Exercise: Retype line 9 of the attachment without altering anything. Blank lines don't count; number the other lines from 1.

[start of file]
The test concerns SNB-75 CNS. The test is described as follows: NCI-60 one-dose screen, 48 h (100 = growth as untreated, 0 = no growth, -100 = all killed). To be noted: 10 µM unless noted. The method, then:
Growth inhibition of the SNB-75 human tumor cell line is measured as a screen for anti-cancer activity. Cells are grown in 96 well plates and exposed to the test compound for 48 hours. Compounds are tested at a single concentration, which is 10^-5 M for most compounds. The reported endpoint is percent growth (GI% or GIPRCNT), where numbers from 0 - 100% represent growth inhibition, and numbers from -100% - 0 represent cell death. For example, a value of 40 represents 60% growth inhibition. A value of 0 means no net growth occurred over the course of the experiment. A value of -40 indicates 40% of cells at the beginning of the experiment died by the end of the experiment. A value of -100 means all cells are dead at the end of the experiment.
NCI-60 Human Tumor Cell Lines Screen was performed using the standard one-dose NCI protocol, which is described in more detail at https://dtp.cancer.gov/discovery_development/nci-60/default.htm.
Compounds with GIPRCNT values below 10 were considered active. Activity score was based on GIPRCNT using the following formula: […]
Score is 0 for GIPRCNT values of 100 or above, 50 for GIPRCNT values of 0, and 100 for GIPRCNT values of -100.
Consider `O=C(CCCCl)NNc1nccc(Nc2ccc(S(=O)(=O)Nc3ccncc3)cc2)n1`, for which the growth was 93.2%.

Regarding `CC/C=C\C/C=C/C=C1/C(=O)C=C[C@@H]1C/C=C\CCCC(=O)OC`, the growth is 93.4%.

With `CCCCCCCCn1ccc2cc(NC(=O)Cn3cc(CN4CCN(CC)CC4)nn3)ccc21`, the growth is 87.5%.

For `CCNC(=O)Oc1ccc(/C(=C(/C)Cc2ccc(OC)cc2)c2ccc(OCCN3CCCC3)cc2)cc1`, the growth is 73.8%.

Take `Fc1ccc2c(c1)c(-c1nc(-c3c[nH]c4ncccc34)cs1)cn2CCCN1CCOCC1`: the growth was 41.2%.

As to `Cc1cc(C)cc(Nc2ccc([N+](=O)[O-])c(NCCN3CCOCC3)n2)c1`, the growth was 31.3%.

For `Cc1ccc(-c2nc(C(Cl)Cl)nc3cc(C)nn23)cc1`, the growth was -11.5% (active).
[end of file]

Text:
For `CCNC(=O)Oc1ccc(/C(=C(/C)Cc2ccc(OC)cc2)c2ccc(OCCN3CCCC3)cc2)cc1`, the growth is 73.8%.